If the league gets to the point of an uncapped year, people are afraid that deep-pocket owners such as Jerry Jones and Daniel Snyder will come in and buy a championship. If the aggressive owners already have playoff teams, there will be restrictions on how much money they can spend. The formula may slide with the number of players they lose in free agency, but the plan is designed to not let teams buy a championship. The truth is, the first two triggers aren't going to leave too many players available to acquire anyway.
    this is what I was worried about, looks like they will have some controls in place for it.
    ours is not to wonder why just invert and multiply...

  3. #3
    Pro Bowler calmkiller's Avatar
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    Re: Impact of CBA on Free Agency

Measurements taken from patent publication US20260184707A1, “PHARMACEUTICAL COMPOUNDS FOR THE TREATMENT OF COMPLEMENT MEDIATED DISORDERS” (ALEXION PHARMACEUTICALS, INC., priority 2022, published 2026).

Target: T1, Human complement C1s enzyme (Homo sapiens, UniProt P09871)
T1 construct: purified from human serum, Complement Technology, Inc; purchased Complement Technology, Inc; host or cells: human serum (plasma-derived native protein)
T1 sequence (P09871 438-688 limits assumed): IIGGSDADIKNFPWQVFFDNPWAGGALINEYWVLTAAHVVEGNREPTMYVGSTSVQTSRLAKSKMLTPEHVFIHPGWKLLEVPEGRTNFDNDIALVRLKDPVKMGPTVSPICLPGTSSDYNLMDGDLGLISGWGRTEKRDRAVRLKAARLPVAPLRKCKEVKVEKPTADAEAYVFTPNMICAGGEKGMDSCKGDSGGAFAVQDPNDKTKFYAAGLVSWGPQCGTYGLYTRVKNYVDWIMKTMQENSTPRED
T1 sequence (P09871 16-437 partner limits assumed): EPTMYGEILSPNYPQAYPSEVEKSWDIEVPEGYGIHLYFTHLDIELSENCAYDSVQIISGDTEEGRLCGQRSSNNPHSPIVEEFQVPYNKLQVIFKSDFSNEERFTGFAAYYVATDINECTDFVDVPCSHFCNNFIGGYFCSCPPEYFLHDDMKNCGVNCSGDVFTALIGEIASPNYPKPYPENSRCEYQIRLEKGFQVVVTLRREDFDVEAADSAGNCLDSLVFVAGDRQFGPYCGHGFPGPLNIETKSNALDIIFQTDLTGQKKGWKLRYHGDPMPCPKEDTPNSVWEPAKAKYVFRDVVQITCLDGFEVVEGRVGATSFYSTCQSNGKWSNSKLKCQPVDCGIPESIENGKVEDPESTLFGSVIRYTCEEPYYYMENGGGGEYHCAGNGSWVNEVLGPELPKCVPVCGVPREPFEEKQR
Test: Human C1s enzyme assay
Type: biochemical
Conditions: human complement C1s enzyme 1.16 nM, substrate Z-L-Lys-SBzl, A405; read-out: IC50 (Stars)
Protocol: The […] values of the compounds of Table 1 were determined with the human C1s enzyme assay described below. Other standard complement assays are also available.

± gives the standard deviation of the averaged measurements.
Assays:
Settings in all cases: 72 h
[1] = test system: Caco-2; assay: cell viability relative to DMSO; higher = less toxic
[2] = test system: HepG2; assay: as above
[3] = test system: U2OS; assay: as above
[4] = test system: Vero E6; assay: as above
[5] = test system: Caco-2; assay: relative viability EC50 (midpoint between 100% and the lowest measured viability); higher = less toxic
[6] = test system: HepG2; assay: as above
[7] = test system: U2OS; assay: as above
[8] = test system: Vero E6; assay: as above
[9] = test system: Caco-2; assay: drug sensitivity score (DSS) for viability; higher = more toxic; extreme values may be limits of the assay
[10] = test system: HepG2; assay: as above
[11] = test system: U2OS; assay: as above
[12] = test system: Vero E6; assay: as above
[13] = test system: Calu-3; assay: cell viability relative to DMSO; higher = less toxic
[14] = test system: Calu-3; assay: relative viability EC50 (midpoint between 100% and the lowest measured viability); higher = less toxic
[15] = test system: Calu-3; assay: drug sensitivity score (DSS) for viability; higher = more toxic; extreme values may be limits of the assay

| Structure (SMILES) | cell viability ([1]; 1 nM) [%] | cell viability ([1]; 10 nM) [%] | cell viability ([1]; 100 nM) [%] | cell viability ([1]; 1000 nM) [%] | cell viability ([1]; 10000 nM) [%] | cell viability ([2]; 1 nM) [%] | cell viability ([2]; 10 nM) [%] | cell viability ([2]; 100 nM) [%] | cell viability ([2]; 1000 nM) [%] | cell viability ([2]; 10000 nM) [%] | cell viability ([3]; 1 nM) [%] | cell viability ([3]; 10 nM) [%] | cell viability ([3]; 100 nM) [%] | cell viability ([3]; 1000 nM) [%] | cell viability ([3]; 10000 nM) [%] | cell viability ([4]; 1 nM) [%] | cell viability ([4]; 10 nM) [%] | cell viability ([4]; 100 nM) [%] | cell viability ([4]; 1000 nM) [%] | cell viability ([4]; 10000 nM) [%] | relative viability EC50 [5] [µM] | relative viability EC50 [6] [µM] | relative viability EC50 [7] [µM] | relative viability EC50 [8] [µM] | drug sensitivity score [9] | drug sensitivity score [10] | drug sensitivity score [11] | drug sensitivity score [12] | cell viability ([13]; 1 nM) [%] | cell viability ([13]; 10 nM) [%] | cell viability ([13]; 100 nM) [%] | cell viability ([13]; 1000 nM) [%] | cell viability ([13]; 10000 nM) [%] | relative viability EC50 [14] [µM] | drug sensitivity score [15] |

If they got to a lock out I am going to be really pissed off.
    LETS GO MOUNTAINEERS!
    Here We Go Steelers!


    Draft 2.0

    1. Mike Evans, WR, Texas A&M
    2. Jason Verrett, CB, TCU
    3. Kareem Martin, DE, UNC
    4. Donte Moncrief, WR, Mississippi
    5a. Shaquille Richardson, CB, Arizona
    5b. Seantrel Henderson, OT, Miami
    6a. Kevin Pierre-Louis, OLB, Boston College
    6b. Glen Stanley, OLB, Albany St
    7. Beau Allen, NT, Wisconsin

  4. #4

    Re: Impact of CBA on Free Agency

    Quote Originally Posted by costanza2k1
    Playoff restrictions

    If the league gets to the point of an uncapped year, people are afraid that deep-pocket owners such as Jerry Jones and Daniel Snyder will come in and buy a championship. If the aggressive owners already have playoff teams, there will be restrictions on how much money they can spend. The formula may slide with the number of players they lose in free agency, but the plan is designed to not let teams buy a championship. The truth is, the first two triggers aren't going to leave too many players available to acquire anyway.
    this is what I was worried about, looks like they will have some controls in place for it.